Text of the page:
A non-probability, purposive sampling method was adopted, specifically seeking to include adults who had experience of both autism and low mood or depression. A total of seven men and one woman with a formal diagnosis of Asperger’s syndrome 2 took part in the study. Participant ages ranged from 19 to 51 ( M = 31.75, SD = 12.7). Six participants had received a formal diagnosis of depression, whilst two identified as experiencing low mood that affected their functioning. Table  1 provides further demographic information for the participants.
Table 1
Participant characteristics
Participant (pseudonym)
Age
Gender
ASC diagnosis
Timing of diagnosis
Mood
Therapies engaged with
Dawn
35
Female
Asperger syndrome
Adulthood
Diagnosis of depression
Cognitive behaviour therapy; cognitive analytic psychotherapy
Jason
21
Male
Asperger syndrome
Childhood
Diagnosis of depression
None
Dennis
39
Male
Asperger syndrome
Adulthood
Diagnosis of depression
None
Howard
19
Male
Asperger syndrome
Adulthood
Low mood that affects functioning
None
David
20
Male
Asperger syndrome
Adulthood
Diagnosis of depression
Cognitive behavioural therapy
Michael
46
Male
Asperger syndrome
Adulthood
Low mood that affects functioning
Cognitive behaviour therapy
Ryan
23
Male
Asperger syndrome
Childhood
Diagnosis of depression
None
Peter
51
Male
Asperger syndrome
Adulthood
Diagnosis of depression
Cognitive behaviour therapy

Inclusion and Exclusion Criteria

Adults aged 18 to 65 years with a formal diagnosis of autism, who also identified as having current difficulties with low mood or depression, were eligible to participate in this study. Individuals with formal diagnoses of learning disability or bipolar disorder were excluded from participation. Furthermore, individuals were excluded if they were in receipt of intervention from Crisis Resolution and Home Treatment Services (CRHT). Participants were not excluded if they had received care from a CRHT historically.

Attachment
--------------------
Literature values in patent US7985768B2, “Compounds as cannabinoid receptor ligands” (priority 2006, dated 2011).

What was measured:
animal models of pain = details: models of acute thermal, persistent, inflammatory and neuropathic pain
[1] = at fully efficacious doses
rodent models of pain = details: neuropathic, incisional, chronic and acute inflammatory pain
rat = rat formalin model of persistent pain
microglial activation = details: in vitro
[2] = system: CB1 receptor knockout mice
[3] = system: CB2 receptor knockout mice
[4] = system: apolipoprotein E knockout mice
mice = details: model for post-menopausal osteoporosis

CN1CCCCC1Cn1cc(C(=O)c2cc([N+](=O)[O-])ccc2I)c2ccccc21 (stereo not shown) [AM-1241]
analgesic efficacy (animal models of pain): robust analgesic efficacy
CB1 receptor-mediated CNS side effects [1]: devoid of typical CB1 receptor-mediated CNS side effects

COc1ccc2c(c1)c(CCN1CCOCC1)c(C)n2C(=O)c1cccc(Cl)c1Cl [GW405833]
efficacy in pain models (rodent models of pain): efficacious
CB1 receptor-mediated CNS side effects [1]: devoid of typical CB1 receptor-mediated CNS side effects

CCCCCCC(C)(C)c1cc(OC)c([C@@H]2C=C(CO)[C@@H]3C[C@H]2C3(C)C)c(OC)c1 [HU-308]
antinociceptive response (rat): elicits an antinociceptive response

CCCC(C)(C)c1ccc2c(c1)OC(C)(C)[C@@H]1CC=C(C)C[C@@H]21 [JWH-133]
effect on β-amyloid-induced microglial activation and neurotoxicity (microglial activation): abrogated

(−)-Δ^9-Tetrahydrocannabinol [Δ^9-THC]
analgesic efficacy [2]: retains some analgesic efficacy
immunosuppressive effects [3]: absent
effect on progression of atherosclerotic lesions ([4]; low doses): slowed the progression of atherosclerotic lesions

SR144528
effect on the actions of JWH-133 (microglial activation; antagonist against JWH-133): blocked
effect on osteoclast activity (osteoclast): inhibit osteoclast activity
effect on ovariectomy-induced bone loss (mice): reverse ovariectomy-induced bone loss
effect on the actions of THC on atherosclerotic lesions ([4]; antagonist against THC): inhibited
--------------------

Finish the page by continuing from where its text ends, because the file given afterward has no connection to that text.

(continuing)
Procedure

Community Involvement

Three autistic adults were involved in the design stage of the research. The experts by experience commented on the initial research question and all study materials including the interview schedule, participant information sheet and consent form.

Recruitment

Participants were invited to participate through online advertisements posted by Warwick University’s Disability Services and Coventry University’s Health and Wellbeing Department. Potential participants were also informed about the research by clinicians at a private assessment service based within the West Midlands. Eleven potential participants contacted the lead researcher to express an interest in taking part. Three potential participants were excluded due to experiencing depression as part of bipolar disorder.